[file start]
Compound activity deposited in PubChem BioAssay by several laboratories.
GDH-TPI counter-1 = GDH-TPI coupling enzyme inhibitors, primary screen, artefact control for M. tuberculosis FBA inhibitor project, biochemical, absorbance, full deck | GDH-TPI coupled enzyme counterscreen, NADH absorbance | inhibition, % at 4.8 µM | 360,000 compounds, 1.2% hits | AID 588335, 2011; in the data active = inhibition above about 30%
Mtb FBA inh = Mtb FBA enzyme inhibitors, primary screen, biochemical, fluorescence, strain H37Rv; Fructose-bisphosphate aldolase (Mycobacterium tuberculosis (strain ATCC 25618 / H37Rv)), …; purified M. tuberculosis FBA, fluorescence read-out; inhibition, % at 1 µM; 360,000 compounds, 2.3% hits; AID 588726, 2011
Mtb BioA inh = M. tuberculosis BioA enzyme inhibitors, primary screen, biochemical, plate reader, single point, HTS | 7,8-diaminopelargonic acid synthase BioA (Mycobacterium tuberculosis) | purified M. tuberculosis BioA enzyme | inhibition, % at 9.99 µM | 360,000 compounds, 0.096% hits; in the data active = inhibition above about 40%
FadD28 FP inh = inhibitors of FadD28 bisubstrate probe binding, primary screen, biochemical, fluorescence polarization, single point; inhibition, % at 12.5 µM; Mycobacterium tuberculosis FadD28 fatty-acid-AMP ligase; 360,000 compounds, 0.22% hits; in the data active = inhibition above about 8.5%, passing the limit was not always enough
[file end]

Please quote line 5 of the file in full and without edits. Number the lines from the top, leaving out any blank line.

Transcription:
FadD28 FP inh = inhibitors of FadD28 bisubstrate probe binding, primary screen, biochemical, fluorescence polarization, single point; inhibition, % at 12.5 µM; Mycobacterium tuberculosis FadD28 fatty-acid-AMP ligase; 360,000 compounds, 0.22% hits; in the data active = inhibition above about 8.5%, passing the limit was not always enough